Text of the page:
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Misogyny thrives when women are silenced online – and in the workplace

Sarah Everard’s murder has exposed misogyny in UK culture, and nursing is not immune
Sarah Everard vigil

Sarah Everards murder has exposed widespread misogyny in UK culture, and nursing is not immune

The recent disappearance and suspected murder of Sarah Everard has seen a huge outpouring of stories on social media highlighting the fear shared by so many women and their collective grief.

In deafening unison, women have been shouting the grim reality and oft-unspoken understanding that any one of us could have been Sarah Everard a woman simply walking home from her friends house.

Exposing a constant stream of hatred targeted at women

From rape and death threats to stalking, sexual harassment and doxing in which personal details about someone

...

Sarah Everard’s murder has exposed widespread misogyny in UK culture, and nursing is not immune

Protestors paying tribute to Sarah Everard in London on 15 March 2021. Picture: Getty Images

The recent disappearance and suspected murder of Sarah Everard has seen a huge outpouring of stories on social media highlighting the fear shared by so many women and their collective grief.

In deafening unison, women have been shouting the grim reality and oft-unspoken understanding that any one of us could have been Sarah Everard – a woman simply walking home from her friend’s house.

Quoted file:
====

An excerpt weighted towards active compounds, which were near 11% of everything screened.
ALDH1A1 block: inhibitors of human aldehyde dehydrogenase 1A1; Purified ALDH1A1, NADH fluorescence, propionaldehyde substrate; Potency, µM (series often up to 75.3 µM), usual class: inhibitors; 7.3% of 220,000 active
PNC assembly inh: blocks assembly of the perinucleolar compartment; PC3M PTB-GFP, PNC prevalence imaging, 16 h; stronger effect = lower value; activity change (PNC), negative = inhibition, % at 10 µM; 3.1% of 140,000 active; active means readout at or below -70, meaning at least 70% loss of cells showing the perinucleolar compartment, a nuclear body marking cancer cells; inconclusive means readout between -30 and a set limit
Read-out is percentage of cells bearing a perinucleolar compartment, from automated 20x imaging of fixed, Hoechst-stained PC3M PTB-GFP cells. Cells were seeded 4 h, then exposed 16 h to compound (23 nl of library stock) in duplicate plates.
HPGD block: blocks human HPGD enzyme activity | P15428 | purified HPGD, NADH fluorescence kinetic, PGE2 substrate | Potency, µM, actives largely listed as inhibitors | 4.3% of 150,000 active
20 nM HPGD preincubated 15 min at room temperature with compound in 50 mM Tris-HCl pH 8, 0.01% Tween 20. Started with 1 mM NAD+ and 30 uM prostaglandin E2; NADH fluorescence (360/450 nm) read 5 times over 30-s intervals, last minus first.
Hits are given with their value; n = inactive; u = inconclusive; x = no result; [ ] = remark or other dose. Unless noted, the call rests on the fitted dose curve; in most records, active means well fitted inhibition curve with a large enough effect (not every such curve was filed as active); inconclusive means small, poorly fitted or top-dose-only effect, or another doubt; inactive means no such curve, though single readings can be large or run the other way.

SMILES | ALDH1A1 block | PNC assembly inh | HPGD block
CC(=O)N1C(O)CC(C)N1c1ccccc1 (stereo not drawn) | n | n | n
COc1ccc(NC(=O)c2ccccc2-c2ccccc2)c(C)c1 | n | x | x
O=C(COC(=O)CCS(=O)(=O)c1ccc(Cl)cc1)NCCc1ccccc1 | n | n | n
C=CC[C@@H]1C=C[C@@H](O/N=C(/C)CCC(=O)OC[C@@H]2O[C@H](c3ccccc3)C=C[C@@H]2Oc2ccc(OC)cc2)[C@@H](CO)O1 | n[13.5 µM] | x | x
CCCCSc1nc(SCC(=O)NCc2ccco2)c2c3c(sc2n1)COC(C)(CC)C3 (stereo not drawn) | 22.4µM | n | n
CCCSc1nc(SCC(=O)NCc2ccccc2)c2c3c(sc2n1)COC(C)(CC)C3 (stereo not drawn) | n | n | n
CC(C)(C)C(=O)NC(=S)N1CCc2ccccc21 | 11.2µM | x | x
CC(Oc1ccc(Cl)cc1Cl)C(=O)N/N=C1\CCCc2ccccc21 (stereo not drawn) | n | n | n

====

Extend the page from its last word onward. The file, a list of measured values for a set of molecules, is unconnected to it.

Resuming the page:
Exposing a constant stream of hatred targeted at women

From rape and death threats to stalking, sexual harassment and doxing – in which personal details about someone are revealed online – women are exposed to a constant stream of daily hatred.

This is what women have been speaking out about, sharing the stories and experiences of their everyday reality.

That this outpouring generated immediate backlash in the form of the #NotAllMen hashtag is illustrative of women’s online and offline experiences every single day.

A recent report from Amnesty International found that the scale and persistence of misogynistic abuse on social media is driving women out of online spaces and silencing their voices.

Online misogyny is not far from the surface

Women are dismissed, silenced and harassed for challenging a powerful status quo of male dominance that subjugates them, restricts their freedoms and yet doesn’t prevent their murder.

But what common ground do these men on social media – who see themselves as good people who would never commit a violent crime – share with those who express violent misogynist ideologies and who sometimes act on them?

#NotAllMen acts as both a conduit and a cover for violent misogyny.

Its use is a tactic employed and encouraged within the so-called manosphere – an increasingly influential online ecosystem of extreme misogynistic groups that use social media to radicalise boys and men to violent white male supremacist ideologies.

By silencing women, its use helps ensure the violence they experience remains hidden and unaddressed.

The casual dismissal and trivialising of women’s fear serves to normalise it, which prevents women from reporting domestic abuse, rape and sexual assault.

It further increases the risk that more men and boys will be radicalised, by allowing bias and discrimination, which act as gateway behaviours and beliefs.